Case notes
    Release eight weeks after refusal was ‘soon’—s 18(d) applied
  • Request for recidivism statistics

    Case notes
    No certainty that information would be released in the near future—release 13 weeks after refusal was not ‘soon’—s 18(d) did not apply
  • Request for quarterly justice sector report

    Case notes
    Release 12-16 weeks after refusal was not ‘soon’—s 18(d) did not apply
  • Request for information about decision to grant diversion

    Case notes
    Section 9(2)(a) OIA applied—withholding necessary to protect highly private details of alleged offender’s personal life—public interest in accountability for the Police decision to grant diversion in contentious circumstances required disclosure of summ
  • Request for CSV copy of the Teachers Register

    Case notes
    Section 18(d) OIA did not apply—information was not publicly available in the form requested—s 9(2)(a) did not apply—not necessary to withhold publicly available information in order to protect privacy—information released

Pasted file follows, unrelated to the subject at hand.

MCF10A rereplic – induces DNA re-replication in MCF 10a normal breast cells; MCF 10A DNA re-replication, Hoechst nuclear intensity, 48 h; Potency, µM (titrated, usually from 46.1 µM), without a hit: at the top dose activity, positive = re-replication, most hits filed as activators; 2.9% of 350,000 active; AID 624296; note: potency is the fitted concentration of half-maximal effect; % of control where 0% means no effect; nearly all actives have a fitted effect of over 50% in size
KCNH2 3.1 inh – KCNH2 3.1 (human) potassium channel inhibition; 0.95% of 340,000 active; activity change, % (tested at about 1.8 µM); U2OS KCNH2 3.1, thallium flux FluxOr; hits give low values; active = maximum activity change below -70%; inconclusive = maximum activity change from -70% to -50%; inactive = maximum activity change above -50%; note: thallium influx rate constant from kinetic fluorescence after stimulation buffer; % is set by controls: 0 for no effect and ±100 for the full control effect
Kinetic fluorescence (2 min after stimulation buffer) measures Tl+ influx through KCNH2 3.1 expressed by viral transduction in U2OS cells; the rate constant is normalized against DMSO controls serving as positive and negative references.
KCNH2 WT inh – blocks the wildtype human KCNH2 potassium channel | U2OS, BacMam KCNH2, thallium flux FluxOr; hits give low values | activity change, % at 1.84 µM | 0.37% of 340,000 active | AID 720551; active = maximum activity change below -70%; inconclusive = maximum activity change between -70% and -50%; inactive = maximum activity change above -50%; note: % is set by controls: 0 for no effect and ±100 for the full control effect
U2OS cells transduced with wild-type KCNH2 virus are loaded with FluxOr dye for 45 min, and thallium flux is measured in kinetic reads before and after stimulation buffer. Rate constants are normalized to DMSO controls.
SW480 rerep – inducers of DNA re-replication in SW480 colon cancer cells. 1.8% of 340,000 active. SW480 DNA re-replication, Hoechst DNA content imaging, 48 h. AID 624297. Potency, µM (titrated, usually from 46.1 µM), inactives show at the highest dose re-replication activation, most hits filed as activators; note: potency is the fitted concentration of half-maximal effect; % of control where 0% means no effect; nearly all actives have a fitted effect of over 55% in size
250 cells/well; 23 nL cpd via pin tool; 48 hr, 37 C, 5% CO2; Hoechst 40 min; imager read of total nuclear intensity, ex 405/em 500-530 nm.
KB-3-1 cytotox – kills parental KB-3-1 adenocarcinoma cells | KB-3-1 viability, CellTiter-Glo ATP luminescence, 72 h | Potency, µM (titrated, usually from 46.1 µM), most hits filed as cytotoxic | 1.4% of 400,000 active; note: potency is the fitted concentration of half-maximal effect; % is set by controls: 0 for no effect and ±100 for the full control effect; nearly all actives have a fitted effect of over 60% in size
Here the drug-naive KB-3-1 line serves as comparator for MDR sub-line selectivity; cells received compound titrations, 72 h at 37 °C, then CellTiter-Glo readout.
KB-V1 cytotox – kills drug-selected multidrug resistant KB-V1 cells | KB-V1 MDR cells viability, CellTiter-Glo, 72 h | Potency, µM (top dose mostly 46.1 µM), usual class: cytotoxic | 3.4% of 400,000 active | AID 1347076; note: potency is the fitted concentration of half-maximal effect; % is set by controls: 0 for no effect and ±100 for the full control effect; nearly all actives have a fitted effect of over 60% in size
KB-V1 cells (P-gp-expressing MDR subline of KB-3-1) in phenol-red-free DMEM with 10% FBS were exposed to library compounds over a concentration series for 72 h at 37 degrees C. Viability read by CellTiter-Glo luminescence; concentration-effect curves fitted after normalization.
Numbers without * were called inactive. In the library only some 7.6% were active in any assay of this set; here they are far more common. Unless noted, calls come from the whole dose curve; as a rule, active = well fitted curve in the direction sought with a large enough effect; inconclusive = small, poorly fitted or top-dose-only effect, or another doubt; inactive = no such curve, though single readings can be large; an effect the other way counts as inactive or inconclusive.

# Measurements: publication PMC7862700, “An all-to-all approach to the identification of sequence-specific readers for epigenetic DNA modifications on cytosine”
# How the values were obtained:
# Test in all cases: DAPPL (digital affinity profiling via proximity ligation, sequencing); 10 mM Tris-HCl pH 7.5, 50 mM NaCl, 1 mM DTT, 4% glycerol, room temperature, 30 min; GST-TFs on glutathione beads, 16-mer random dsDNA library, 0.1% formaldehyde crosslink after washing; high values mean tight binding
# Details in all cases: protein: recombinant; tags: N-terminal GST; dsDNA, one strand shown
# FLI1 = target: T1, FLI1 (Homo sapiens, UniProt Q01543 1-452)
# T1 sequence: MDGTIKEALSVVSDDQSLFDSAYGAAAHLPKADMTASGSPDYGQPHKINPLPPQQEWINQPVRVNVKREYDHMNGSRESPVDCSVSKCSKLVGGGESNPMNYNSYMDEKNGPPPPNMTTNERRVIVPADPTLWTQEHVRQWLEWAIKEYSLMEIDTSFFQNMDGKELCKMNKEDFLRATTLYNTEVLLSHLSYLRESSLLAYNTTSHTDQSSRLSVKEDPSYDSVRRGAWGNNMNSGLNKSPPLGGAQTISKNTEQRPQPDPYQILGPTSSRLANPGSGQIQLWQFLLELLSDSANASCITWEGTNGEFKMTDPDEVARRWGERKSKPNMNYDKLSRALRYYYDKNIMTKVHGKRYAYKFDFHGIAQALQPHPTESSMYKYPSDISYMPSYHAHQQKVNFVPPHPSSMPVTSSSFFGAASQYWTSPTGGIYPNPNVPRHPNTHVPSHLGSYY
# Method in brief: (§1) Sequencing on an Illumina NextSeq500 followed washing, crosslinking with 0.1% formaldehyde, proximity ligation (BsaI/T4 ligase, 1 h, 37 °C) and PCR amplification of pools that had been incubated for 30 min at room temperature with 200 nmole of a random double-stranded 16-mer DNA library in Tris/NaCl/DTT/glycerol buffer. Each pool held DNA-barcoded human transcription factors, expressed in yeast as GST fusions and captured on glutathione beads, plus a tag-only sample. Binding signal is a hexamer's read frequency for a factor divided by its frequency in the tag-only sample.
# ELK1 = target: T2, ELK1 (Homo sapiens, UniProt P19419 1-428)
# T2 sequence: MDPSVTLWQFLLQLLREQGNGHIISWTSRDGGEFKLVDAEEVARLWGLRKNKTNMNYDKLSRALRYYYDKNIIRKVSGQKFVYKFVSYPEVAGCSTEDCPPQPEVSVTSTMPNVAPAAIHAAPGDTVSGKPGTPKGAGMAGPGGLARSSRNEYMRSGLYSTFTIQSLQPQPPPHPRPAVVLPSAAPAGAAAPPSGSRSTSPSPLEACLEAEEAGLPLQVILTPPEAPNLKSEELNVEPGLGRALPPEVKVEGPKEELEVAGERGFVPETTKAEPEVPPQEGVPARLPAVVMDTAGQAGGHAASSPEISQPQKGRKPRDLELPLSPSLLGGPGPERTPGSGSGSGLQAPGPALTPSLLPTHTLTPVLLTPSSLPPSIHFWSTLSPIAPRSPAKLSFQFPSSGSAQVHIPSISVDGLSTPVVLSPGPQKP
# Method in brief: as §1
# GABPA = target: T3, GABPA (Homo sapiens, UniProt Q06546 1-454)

• Request for approved codes of ethical conduct for animal testing

    Case notes
    Section 9(2)(ba)(i) OIA did not apply—25 of 26 code holders had voluntarily released their codes—no obligation of confidence—release of ‘benign’ information would not be likely to prejudice the future supply of similar information—information released
  • Request for draft job sizing reports

    Case notes
    Reports formed an early stage of developing options for consideration and consultation— disclosure would likely inhibit the willingness of officials and consultants to tender a wide range of preliminary options, and to canvass issues in comprehensive written form, to the detriment of prudent and effective decision making
  • Department of Corrections unreasonably declines computer access to inmate

    Case notes
    Access to computer suite in prison denied—Ombudsman found this unreasonable—Corrections agreed to reconsider the inmate’s request and to review criteria for use—also that computer facilities at prison be reviewed to ensure availability to prisoners who meet criteria for assistance with litigation